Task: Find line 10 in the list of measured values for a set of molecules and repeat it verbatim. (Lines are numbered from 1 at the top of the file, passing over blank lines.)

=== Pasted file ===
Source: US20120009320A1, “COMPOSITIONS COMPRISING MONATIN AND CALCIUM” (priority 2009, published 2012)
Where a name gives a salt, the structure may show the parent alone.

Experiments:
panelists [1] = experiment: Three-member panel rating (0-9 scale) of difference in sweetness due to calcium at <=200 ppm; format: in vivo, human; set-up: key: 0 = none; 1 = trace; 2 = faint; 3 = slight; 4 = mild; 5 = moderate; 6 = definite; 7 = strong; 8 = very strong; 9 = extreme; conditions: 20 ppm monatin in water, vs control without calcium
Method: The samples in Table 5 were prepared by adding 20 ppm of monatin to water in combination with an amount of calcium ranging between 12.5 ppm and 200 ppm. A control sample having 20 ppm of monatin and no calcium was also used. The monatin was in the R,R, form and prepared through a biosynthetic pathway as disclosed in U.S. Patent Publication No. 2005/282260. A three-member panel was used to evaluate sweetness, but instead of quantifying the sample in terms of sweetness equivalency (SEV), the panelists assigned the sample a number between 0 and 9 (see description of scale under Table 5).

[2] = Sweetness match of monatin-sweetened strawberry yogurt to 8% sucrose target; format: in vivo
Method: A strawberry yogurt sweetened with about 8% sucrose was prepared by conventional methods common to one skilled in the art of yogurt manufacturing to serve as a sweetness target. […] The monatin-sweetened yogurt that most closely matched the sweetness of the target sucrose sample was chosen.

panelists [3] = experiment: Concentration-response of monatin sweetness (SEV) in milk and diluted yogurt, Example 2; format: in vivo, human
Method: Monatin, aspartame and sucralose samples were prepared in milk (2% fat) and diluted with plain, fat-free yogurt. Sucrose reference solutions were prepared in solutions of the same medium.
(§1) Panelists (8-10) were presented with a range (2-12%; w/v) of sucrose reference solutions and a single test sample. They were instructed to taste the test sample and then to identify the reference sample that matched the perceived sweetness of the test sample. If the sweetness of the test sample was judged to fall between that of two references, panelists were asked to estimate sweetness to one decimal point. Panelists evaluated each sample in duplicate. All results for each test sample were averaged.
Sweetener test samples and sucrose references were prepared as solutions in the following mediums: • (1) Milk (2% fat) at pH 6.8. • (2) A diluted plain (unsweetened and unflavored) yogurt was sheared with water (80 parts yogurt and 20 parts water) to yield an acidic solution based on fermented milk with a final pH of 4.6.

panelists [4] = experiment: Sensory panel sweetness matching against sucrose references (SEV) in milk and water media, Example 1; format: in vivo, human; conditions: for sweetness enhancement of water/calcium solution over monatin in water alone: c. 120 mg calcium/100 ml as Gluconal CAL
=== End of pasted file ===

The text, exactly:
(§1) Panelists (8-10) were presented with a range (2-12%; w/v) of sucrose reference solutions and a single test sample. They were instructed to taste the test sample and then to identify the reference sample that matched the perceived sweetness of the test sample. If the sweetness of the test sample was judged to fall between that of two references, panelists were asked to estimate sweetness to one decimal point. Panelists evaluated each sample in duplicate. All results for each test sample were averaged.